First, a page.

Rare Earths Use, Alluvial Diagram

While brosing this presentation by Thomas E. Graedel, Yale University, Center for Industrial Ecology with the provocative title ‘Rare Earths and Other Scarce Metals: Technologically Vital but Usually Thrown Away’ I discovered the following distribution (aka alluvial) diagram. It was originally published in the article ‘Uncovering the end uses of the rare earth elements’ by X Du, TE Graedel in Science of the Total Environment, 2013 (pp. 781-784)

The diagram is best read from right-to-left: The right column shows ten rare earth elements (REE) and a node for the “other” five or seven REEs. Lanthanum (La), Cerium (Ce), and Neodymium (Nd) make up the largest portion mass-wise, followed by Praseodymium (Pr) and Yttrium (Y).

The middle column nodes (categories) represent technological uses of these REEs in e.g. magnets, automotive catalysts, or polishing powders.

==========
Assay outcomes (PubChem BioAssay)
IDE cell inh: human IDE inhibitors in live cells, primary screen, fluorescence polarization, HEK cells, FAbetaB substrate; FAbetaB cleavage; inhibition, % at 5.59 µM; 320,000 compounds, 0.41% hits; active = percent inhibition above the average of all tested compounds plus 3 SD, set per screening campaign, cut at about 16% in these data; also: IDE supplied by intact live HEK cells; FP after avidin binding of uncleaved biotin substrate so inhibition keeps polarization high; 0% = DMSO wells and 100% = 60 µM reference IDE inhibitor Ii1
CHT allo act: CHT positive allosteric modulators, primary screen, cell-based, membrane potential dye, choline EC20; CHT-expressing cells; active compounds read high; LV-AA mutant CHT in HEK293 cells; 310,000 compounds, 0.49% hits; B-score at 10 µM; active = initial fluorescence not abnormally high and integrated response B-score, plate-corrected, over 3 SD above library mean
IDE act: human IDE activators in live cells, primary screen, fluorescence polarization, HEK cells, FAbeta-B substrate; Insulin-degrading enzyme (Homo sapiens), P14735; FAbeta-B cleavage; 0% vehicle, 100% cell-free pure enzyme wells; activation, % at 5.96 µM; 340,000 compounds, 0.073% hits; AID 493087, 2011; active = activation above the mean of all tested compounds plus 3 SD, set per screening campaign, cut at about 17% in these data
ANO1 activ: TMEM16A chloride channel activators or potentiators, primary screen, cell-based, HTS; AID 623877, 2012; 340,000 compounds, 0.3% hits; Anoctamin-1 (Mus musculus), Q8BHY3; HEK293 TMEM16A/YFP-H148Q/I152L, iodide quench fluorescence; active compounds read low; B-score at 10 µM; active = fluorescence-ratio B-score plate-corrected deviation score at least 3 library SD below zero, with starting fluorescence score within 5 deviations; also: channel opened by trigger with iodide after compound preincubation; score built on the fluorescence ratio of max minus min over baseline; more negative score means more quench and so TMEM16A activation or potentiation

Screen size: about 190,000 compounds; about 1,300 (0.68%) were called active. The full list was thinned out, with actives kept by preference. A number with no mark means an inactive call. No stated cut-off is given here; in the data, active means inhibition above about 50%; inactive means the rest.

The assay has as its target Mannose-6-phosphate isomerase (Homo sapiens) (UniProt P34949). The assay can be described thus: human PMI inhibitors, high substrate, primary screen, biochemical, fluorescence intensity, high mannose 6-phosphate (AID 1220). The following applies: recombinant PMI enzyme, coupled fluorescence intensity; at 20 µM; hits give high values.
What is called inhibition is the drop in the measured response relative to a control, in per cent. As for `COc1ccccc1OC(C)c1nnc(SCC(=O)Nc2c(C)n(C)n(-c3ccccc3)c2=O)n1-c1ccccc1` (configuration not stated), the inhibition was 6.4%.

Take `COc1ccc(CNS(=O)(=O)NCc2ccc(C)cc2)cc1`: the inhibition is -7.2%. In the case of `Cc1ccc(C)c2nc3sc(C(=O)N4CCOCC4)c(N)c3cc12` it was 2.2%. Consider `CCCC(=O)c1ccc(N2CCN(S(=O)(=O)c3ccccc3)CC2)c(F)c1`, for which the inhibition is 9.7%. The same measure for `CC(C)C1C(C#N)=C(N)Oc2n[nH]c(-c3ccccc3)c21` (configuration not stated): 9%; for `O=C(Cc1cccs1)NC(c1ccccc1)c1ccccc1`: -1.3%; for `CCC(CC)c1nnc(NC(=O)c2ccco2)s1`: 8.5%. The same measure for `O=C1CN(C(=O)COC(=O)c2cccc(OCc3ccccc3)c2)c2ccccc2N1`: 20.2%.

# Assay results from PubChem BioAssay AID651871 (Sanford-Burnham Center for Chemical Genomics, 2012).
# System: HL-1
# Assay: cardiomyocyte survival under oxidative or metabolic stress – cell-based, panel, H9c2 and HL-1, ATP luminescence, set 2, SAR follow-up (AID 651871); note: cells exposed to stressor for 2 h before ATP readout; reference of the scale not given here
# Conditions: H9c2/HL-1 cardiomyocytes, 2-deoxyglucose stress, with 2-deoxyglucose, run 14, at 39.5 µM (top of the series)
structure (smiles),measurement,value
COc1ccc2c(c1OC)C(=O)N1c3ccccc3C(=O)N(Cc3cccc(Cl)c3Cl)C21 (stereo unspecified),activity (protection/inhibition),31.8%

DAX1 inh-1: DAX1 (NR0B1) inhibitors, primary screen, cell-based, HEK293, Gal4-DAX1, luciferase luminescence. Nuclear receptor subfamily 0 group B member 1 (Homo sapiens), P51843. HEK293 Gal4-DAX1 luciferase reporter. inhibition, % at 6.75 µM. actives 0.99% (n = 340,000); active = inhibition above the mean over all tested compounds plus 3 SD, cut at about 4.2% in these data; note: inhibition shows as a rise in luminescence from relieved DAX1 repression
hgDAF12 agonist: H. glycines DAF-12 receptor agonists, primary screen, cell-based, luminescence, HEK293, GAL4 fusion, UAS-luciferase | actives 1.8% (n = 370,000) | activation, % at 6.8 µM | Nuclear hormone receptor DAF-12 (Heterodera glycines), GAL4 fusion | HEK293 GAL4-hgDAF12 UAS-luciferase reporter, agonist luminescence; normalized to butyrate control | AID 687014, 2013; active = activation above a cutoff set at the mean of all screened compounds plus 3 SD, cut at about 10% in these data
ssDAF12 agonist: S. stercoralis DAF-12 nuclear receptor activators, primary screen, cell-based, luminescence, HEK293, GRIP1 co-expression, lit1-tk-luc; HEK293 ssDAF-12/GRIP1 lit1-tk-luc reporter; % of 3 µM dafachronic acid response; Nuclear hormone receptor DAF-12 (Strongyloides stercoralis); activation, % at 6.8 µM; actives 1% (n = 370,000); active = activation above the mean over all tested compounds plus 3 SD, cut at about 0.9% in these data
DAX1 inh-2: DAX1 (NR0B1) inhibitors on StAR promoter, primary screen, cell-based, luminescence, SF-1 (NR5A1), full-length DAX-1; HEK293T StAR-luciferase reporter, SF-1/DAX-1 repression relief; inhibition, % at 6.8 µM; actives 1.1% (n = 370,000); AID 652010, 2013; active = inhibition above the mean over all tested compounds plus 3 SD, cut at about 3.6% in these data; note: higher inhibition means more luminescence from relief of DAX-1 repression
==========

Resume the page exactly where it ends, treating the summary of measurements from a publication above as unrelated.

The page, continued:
The left column then represents the countries or regions where the components or products that contain REEs are produced: China, Japan, and the United States.

Data is for 2007. No mass unit or absolute numbers given for the diagram in this presentation, and I presently don’t have access to the original publication.

Du and Graedel have also published an interesting paper on ‘Uncovering the Global Life Cycles of the Rare Earths Elements’ where they analyse REE from mining to end-of-life with losses along the life cycle and display these data in a circular flow diagram for each REE. These “REE wheels” also call for a Sankey representation, but that will be for another time…